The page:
References and Notes

References and Notes

1. National Geographic (April 19, 2012), “Gulf Spill Pictures: Ten New Studies Show Impact on Coast,” Barbara Mulligan, -impact-studies/; see also note 9, “Ample studies.”

2. Siddhartha Mitra et al., “Macondo-1 Well Oil-Derived Polycyclic Aromatic Hydrocarbons in Mesozooplankton from the Northern Gulf of Mexico,” Geophysical Research Letters 39, L01605 (2012), doi:10.1029/2011GL049505; “Analysis of Potential Health and Environmental Impacts of Chemicals in Dispersant Products” (August 2011); Toxipedia Consulting Services; Earth Justice,

3. Woods Hole Oceanographic Institution Study (January 26, 2011),, appearing in the American Chemical Society (ACS) online journal Environmental Science & Technology, is the frst peer- reviewed research to be published on the dispersant applied to the Gulf spill and the frst data in general on deep application of a dispersant.

4. Using a new, highly sensitive chromatographic technique that she and WHOI colleague Melissa C. Kido Soule developed, chemist Elizabeth B. Kujawinski reports that those concentrations of DOSS indicate that little or no biodegradation of the dispersant substance had occurred. The deep-water levels suggested any decrease in the compound could be attributed to normal, predictable dilution. They found additional evidence that the sub- stance did not mix with the 1.4 million gallons of dispersant applied at the ocean surface and appeared to have become trapped in deep-water plumes of oil and natural gas reported previously by other WHOI scientists and members of this research team. The team also found a striking relationship between DOSS levels and levels of methane, which further supports their assertion that DOSS became trapped in the subsurface.

5. Mary L. Landrieu, United States Senate, letter to Admiral Robert J. Papp, Jr., USCG (August 10, 2012),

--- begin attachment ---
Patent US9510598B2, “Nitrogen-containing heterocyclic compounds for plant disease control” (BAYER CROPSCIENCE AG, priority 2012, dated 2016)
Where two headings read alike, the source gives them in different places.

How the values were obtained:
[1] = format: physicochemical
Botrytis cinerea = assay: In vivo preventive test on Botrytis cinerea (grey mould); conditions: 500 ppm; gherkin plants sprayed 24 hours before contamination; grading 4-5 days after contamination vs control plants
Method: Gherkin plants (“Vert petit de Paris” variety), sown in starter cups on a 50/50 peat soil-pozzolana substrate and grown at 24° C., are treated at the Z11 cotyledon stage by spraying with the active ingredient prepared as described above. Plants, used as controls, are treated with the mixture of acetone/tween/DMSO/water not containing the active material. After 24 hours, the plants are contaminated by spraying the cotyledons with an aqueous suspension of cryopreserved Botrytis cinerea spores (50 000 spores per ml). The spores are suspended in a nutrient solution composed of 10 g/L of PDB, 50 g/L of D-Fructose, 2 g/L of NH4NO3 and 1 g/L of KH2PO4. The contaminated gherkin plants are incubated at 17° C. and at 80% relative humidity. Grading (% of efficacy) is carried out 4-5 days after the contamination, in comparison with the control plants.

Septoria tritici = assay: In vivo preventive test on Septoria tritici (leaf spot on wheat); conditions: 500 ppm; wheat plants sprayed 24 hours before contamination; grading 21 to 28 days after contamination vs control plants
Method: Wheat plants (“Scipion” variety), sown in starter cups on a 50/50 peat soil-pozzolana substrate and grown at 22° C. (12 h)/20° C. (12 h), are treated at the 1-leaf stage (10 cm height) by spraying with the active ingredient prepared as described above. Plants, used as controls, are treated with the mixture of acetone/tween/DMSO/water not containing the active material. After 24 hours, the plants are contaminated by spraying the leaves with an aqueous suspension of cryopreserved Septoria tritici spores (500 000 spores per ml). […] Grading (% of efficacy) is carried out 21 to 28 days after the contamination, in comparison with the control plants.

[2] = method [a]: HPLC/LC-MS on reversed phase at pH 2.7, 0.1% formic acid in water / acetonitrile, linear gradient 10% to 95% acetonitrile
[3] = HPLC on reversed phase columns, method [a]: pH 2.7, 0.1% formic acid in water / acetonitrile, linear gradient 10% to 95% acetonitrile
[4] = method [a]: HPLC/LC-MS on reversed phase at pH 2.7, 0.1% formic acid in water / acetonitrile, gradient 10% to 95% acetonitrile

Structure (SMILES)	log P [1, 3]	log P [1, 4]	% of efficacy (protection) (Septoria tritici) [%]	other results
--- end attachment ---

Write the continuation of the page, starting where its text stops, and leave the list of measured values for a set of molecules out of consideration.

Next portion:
6. UPI wire story,

7. Operational Science Advisory Team, Summary Report for Fate and Effects of Remnant Oil Remaining in the Beach Environment, Note that dispersants are only effective when applied to fresh oil; yet reports  indicate Hurricane Isaac cleanup included the use of dispersants.

8. “Ixtoc Spill Still Contaminates Coastlines; Is That Northern Gulf’s Fate?” Ryan Dezember,; Information on dispersants, Corexit toxicity levels, studies and articles,; M. Fingas, Spill Science, Edmonton, Alberta, PWSRCAC, Anchorage, Alaska, A Review of Literature Related to Oil Spill Dispersants 1997–2008

9. Ample studies:;;, Mote Marine Laboratory study, Toxicity of Deepwater Horizon Source Oil and the Chemical Dispersant, Corexit® 9500, to Coral Larvae (January 2013).

10. Since doubt was cast by PEER on the accuracy of oil spill volume during the DWH disaster,, and the conservative assessment made by NOAA that an estimated 25% of the oil is unaccounted for, more should be done to locate and remove at least 1 million barrels of oil still residing in the Gulf. Historically, mechanical cleanup has been able to remove 2%–8%, while dispersants do not remove any, and unknown quantities evaporate. See also National Geographic interview with Dr. Jane Lubchenco, director of NOAA,; interview with Lisa Jackson,